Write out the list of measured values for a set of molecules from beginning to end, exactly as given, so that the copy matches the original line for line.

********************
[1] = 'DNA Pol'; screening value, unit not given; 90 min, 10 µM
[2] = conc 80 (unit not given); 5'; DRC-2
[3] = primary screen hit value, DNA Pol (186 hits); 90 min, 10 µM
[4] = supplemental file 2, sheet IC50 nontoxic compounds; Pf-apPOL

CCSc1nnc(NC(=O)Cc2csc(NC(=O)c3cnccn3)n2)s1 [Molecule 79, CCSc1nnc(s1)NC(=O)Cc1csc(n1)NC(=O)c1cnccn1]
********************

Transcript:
[1] = 'DNA Pol'; screening value, unit not given; 90 min, 10 µM
[2] = conc 80 (unit not given); 5'; DRC-2
[3] = primary screen hit value, DNA Pol (186 hits); 90 min, 10 µM
[4] = supplemental file 2, sheet IC50 nontoxic compounds; Pf-apPOL

CCSc1nnc(NC(=O)Cc2csc(NC(=O)c3cnccn3)n2)s1 [Molecule 79, CCSc1nnc(s1)NC(=O)Cc1csc(n1)NC(=O)c1cnccn1]